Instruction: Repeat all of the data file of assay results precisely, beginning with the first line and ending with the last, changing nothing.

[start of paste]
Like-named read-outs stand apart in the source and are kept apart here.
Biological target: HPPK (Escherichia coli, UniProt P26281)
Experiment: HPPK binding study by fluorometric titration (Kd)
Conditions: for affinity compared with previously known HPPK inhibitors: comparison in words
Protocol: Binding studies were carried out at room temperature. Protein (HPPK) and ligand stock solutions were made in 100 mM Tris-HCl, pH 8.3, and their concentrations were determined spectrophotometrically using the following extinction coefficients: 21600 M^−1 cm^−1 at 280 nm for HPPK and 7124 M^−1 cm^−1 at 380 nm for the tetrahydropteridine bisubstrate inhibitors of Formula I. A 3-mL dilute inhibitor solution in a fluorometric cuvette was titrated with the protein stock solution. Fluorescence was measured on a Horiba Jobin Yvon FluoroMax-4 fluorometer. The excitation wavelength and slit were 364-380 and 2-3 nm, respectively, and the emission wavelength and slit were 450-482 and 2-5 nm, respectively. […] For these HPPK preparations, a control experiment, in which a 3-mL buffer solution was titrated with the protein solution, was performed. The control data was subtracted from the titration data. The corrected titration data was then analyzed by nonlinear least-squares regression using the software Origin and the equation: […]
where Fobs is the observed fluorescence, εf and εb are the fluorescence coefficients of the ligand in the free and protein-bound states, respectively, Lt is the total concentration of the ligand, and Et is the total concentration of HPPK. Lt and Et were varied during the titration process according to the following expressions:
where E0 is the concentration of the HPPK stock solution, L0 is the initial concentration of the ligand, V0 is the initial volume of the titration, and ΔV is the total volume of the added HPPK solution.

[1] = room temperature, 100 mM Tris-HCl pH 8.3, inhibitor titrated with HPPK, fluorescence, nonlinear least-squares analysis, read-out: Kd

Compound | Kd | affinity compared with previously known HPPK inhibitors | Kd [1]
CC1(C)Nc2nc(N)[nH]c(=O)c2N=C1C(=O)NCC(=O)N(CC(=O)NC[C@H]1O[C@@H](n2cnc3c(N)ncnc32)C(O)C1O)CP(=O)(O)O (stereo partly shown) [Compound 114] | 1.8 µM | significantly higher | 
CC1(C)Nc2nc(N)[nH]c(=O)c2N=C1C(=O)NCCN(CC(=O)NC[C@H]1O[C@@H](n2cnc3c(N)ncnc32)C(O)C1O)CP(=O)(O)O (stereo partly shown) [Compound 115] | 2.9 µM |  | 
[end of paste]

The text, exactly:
Like-named read-outs stand apart in the source and are kept apart here.
Biological target: HPPK (Escherichia coli, UniProt P26281)
Experiment: HPPK binding study by fluorometric titration (Kd)
Conditions: for affinity compared with previously known HPPK inhibitors: comparison in words
Protocol: Binding studies were carried out at room temperature. Protein (HPPK) and ligand stock solutions were made in 100 mM Tris-HCl, pH 8.3, and their concentrations were determined spectrophotometrically using the following extinction coefficients: 21600 M^−1 cm^−1 at 280 nm for HPPK and 7124 M^−1 cm^−1 at 380 nm for the tetrahydropteridine bisubstrate inhibitors of Formula I. A 3-mL dilute inhibitor solution in a fluorometric cuvette was titrated with the protein stock solution. Fluorescence was measured on a Horiba Jobin Yvon FluoroMax-4 fluorometer. The excitation wavelength and slit were 364-380 and 2-3 nm, respectively, and the emission wavelength and slit were 450-482 and 2-5 nm, respectively. […] For these HPPK preparations, a control experiment, in which a 3-mL buffer solution was titrated with the protein solution, was performed. The control data was subtracted from the titration data. The corrected titration data was then analyzed by nonlinear least-squares regression using the software Origin and the equation: […]
where Fobs is the observed fluorescence, εf and εb are the fluorescence coefficients of the ligand in the free and protein-bound states, respectively, Lt is the total concentration of the ligand, and Et is the total concentration of HPPK. Lt and Et were varied during the titration process according to the following expressions:
where E0 is the concentration of the HPPK stock solution, L0 is the initial concentration of the ligand, V0 is the initial volume of the titration, and ΔV is the total volume of the added HPPK solution.

[1] = room temperature, 100 mM Tris-HCl pH 8.3, inhibitor titrated with HPPK, fluorescence, nonlinear least-squares analysis, read-out: Kd

Compound | Kd | affinity compared with previously known HPPK inhibitors | Kd [1]
CC1(C)Nc2nc(N)[nH]c(=O)c2N=C1C(=O)NCC(=O)N(CC(=O)NC[C@H]1O[C@@H](n2cnc3c(N)ncnc32)C(O)C1O)CP(=O)(O)O (stereo partly shown) [Compound 114] | 1.8 µM | significantly higher | 
CC1(C)Nc2nc(N)[nH]c(=O)c2N=C1C(=O)NCCN(CC(=O)NC[C@H]1O[C@@H](n2cnc3c(N)ncnc32)C(O)C1O)CP(=O)(O)O (stereo partly shown) [Compound 115] | 2.9 µM |  | 